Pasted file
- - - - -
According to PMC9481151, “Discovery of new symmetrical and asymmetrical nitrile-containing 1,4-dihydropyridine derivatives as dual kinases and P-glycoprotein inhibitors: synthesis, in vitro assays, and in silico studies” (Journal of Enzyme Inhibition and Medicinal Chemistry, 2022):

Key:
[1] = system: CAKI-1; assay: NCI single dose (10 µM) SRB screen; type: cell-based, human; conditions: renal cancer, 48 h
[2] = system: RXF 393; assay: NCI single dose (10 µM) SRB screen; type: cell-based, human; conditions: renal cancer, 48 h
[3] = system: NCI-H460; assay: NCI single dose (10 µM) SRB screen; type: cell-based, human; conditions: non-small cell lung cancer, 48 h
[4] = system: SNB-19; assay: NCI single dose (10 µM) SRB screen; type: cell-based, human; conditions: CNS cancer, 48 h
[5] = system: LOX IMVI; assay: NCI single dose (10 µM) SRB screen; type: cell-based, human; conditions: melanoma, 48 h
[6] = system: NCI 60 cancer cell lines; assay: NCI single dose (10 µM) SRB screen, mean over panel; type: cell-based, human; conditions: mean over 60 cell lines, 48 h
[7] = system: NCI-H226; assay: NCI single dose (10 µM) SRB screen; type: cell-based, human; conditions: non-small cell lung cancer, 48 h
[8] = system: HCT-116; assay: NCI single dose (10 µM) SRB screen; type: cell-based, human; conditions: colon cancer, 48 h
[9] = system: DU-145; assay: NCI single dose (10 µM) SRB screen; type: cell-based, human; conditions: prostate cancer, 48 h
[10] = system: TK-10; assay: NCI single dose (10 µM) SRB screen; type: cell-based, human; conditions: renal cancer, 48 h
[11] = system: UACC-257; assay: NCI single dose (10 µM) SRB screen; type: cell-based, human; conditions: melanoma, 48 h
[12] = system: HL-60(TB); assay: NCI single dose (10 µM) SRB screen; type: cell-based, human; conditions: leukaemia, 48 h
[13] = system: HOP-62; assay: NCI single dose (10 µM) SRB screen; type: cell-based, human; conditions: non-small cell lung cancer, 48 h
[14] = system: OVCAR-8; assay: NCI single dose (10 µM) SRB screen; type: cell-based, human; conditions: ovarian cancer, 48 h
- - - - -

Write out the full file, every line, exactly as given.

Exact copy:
According to PMC9481151, “Discovery of new symmetrical and asymmetrical nitrile-containing 1,4-dihydropyridine derivatives as dual kinases and P-glycoprotein inhibitors: synthesis, in vitro assays, and in silico studies” (Journal of Enzyme Inhibition and Medicinal Chemistry, 2022):

Key:
[1] = system: CAKI-1; assay: NCI single dose (10 µM) SRB screen; type: cell-based, human; conditions: renal cancer, 48 h
[2] = system: RXF 393; assay: NCI single dose (10 µM) SRB screen; type: cell-based, human; conditions: renal cancer, 48 h
[3] = system: NCI-H460; assay: NCI single dose (10 µM) SRB screen; type: cell-based, human; conditions: non-small cell lung cancer, 48 h
[4] = system: SNB-19; assay: NCI single dose (10 µM) SRB screen; type: cell-based, human; conditions: CNS cancer, 48 h
[5] = system: LOX IMVI; assay: NCI single dose (10 µM) SRB screen; type: cell-based, human; conditions: melanoma, 48 h
[6] = system: NCI 60 cancer cell lines; assay: NCI single dose (10 µM) SRB screen, mean over panel; type: cell-based, human; conditions: mean over 60 cell lines, 48 h
[7] = system: NCI-H226; assay: NCI single dose (10 µM) SRB screen; type: cell-based, human; conditions: non-small cell lung cancer, 48 h
[8] = system: HCT-116; assay: NCI single dose (10 µM) SRB screen; type: cell-based, human; conditions: colon cancer, 48 h
[9] = system: DU-145; assay: NCI single dose (10 µM) SRB screen; type: cell-based, human; conditions: prostate cancer, 48 h
[10] = system: TK-10; assay: NCI single dose (10 µM) SRB screen; type: cell-based, human; conditions: renal cancer, 48 h
[11] = system: UACC-257; assay: NCI single dose (10 µM) SRB screen; type: cell-based, human; conditions: melanoma, 48 h
[12] = system: HL-60(TB); assay: NCI single dose (10 µM) SRB screen; type: cell-based, human; conditions: leukaemia, 48 h
[13] = system: HOP-62; assay: NCI single dose (10 µM) SRB screen; type: cell-based, human; conditions: non-small cell lung cancer, 48 h
[14] = system: OVCAR-8; assay: NCI single dose (10 µM) SRB screen; type: cell-based, human; conditions: ovarian cancer, 48 h